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GEAR. CLUB UN­LIM­ITED 2

Motor Sport News - - Headline News - Tom Er­ring­ton

The ar­rival of the Nin­tendo Switch in 2017 was a gamechanger, bring­ing por­ta­ble gam­ing back but at a much more pow­er­ful level than seen be­fore. Up­take from de­vel­op­ers out­side of Nin­tendo’s own fran­chises has been a slow­burner, which meant there was a wide-open goal for a rac­ing game to steal an early march.

Un­for­tu­nately, Mi­croids’ Gear. Club Un­lim­ited 2 hit the post twice be­fore blast­ing the shot over the cross­bar af­ter its first at­tempt with Switch. The big­gest crit­i­cism is that the game plays like a low-bud­get mo­bile ti­tle, to the point that an of­fer­ing such as EA’S Real Rac­ing is vastly su­pe­rior to the Switch game, de­spite be­ing played on a touch­screen smart­phone.

The fact Gear.club has no­tice­able per­for­mance strug­gles in hand­held mode, and lags to your con­trol in­put, makes it un­playable on the go. In short, it feels like a poor mo­bile game on a high-end con­sole.

The chief gripe with the game is a poor han­dling sys­tem, although it could be ar­gued that the Switch’s dual-sticks lack the pre­ci­sion of an Xbox One or a Playsta­tion 4. But re­gard­less, races were spent de­cid­ing where was best to side-swipe a wall and lose min­i­mal time, hav­ing given up all ex­pec­ta­tion of brak­ing prop­erly. Even the art of tap­ping the brakes and preload­ing the car be­fore ap­ply­ing the full stop­ping power into a corner was a wasted ef­fort.

It’s clearly a prob­lem be­cause even the pre-set driv­ing aids are flum­moxed. It’s even tried to ap­ply brak­ing in wheel-to-wheel com­bat, but it ends up be­ing the big­gest hin­drance to over­tak­ing by con­tin­u­ally slam­ming the brakes on when draft­ing. You have to turn all aids off if you want to com­pete in this game.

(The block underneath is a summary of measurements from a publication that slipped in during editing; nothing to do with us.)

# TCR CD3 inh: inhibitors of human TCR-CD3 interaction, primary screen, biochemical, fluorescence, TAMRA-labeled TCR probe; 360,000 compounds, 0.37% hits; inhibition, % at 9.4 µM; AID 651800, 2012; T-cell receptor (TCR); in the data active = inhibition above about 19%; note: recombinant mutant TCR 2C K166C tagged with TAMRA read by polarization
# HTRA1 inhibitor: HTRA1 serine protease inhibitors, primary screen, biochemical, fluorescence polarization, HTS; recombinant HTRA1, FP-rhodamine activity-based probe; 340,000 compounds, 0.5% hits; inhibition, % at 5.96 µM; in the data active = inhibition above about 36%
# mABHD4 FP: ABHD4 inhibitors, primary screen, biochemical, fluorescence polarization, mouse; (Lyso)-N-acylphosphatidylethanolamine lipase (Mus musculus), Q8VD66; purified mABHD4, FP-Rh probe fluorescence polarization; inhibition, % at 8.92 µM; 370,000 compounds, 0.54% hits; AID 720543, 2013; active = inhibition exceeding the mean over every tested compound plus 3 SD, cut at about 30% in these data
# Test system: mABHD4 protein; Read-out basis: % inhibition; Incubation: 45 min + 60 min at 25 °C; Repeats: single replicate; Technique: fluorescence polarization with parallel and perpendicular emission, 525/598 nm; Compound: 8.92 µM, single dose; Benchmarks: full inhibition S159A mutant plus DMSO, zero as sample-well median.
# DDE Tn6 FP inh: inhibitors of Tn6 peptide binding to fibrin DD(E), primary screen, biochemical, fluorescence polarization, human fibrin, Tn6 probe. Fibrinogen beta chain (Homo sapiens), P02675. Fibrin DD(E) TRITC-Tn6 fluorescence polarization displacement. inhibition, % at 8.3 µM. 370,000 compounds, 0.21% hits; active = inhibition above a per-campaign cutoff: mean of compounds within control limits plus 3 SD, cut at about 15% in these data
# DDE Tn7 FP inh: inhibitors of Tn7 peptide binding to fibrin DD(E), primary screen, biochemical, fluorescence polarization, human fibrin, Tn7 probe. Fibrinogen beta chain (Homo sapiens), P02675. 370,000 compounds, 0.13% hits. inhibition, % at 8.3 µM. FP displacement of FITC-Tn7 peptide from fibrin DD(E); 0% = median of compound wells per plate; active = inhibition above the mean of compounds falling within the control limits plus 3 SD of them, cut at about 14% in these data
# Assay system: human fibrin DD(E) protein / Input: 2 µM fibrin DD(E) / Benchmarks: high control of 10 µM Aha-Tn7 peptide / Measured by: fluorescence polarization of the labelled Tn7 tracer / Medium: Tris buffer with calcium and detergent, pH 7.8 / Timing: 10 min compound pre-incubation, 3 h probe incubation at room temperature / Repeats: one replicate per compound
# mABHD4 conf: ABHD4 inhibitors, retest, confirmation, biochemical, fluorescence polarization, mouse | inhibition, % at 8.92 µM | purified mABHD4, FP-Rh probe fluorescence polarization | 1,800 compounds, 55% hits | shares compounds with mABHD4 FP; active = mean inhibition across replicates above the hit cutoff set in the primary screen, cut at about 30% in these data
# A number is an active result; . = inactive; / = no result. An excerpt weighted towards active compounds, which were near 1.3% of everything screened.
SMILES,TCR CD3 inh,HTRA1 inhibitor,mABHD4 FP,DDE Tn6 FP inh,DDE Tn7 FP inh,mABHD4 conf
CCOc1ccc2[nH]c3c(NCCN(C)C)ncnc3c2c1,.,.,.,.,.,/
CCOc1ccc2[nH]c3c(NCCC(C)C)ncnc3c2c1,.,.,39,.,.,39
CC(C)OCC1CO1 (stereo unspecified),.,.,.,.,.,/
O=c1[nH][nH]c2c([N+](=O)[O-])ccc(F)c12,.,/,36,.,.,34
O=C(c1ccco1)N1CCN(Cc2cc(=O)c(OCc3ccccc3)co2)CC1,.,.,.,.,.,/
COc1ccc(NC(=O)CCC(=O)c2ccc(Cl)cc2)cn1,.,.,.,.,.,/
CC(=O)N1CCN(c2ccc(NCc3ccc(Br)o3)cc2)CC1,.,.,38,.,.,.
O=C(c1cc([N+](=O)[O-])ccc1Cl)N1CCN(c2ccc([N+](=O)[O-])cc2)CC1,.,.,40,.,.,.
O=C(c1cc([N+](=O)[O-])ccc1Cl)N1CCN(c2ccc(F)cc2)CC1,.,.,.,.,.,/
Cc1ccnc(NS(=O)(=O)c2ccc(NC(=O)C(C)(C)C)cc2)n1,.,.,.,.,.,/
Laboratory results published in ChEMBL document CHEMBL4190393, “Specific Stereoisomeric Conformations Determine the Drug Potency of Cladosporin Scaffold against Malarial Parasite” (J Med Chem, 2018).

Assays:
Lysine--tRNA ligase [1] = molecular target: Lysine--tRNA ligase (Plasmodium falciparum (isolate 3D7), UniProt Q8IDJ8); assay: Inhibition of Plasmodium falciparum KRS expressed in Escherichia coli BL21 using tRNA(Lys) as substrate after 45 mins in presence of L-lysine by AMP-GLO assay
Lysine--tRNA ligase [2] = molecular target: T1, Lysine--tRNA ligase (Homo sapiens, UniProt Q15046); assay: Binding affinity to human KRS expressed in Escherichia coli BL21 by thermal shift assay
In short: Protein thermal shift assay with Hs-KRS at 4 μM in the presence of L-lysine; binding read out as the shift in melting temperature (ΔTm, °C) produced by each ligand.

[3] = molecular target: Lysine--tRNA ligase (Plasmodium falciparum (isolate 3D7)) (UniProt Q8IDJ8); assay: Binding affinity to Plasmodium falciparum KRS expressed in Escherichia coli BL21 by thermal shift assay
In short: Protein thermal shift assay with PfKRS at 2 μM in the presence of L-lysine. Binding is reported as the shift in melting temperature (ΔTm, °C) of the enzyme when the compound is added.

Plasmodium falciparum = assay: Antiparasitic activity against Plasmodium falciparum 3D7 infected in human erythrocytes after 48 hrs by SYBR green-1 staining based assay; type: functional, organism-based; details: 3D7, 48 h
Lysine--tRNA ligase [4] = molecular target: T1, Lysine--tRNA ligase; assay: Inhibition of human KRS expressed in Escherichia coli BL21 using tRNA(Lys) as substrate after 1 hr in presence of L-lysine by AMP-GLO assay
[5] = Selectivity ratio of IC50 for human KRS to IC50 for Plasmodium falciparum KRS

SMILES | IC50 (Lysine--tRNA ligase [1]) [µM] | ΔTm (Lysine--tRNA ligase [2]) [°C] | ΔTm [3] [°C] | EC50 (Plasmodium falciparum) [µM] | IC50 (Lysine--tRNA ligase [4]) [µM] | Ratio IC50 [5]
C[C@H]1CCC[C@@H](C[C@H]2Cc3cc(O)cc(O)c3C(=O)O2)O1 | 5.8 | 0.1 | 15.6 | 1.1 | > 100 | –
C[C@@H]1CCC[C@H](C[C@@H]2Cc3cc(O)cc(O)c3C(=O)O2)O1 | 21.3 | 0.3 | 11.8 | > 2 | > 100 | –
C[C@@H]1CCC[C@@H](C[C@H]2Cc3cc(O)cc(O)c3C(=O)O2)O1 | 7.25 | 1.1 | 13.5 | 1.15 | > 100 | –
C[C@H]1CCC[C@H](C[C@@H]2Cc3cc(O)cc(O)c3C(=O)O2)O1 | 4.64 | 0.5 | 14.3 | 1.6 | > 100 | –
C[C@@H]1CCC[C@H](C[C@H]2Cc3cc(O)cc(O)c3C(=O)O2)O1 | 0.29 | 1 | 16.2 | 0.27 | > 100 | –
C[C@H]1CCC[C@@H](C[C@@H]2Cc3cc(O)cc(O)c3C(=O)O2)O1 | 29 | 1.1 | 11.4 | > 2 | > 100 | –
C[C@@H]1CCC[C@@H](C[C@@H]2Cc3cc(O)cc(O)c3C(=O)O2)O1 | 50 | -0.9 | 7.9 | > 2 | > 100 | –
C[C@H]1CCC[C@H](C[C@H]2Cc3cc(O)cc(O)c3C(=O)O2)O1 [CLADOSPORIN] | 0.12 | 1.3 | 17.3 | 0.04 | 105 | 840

A rac­ing game lives and dies by its feel, whether it’s ar­cade or a sim­u­la­tion style racer, and Gear.club falls short to the point it de­tracts heav­ily from the pos­i­tives.

The most im­pres­sive el­e­ment of the game is the de­sign, with races through Euro­pean­flavoured towns, moun­tain ranges and deserts man­ag­ing to clev­erly look as though they are liv­ing and breath­ing de­spite the Switch’s graph­i­cal lim­i­ta­tions.

The enjoyment in this game will come through range, with a claimed 1800 miles of track and 250 com­pet­i­tive events, given va­ri­ety by mix­ing the for­mat be­tween races, sprints and time tri­als.

It’s so good it de­serves a fully open world, which the game teases with its maps but never lets you ex­pe­ri­ence.

There’s a lot to be said for a rac­ing game at­tempt­ing to in­cor­po­rate a story of sorts, some­thing Motorsport News ar­gues should be con­sid­ered more by de­vel­op­ers.

But this one hits ev­ery cliche pos­si­ble: earn­ing a shock chance in a rac­ing team, im­press­ing a doubt­ful boss and com­pet­ing in a se­ries of races in a lin­ear, dot-to-dot style pro­gres­sion.

The fact the story is told through comic-book style im­ages and speech bub­bles makes the story of lit­tle in­ter­est. Fans of TOCA 2’ s drama, turn away now. Slow load­ing times make you all the less likely to per­se­vere as well.

Car se­lec­tion is size­able, although the motorsport of­fer­ing is small – a sur­prise, con­sid­er­ing the story is cen­tred around a rac­ing team.

Cus­tomi­sa­tion is de­cent, with a range of per­for­mance-based up­dates and vinyl wraps to make your mo­tor stand out from the crowd – not that there’s any mul­ti­player op­tion for oth­ers to see your work.

If you’re one of the adopters of the Switch and need your rac­ing fix, it would ap­pear 2019’s re-re­lease of Grid is the next chance for a rac­ing game to make it big on Nin­tendo’s con­sole.

Con­sid­er­ing Gear.club’s mo­bile roots have barely been dis­guised, ask­ing over 50 quid for the game is daft con­sid­er­ing more mo­bile-es­que of­fer­ings on the Nin­tendo es­hop are less than half the price of that.

Most im­pres­sive el­e­ment of Gear.club Un­lim­ited 2 is the de­sign

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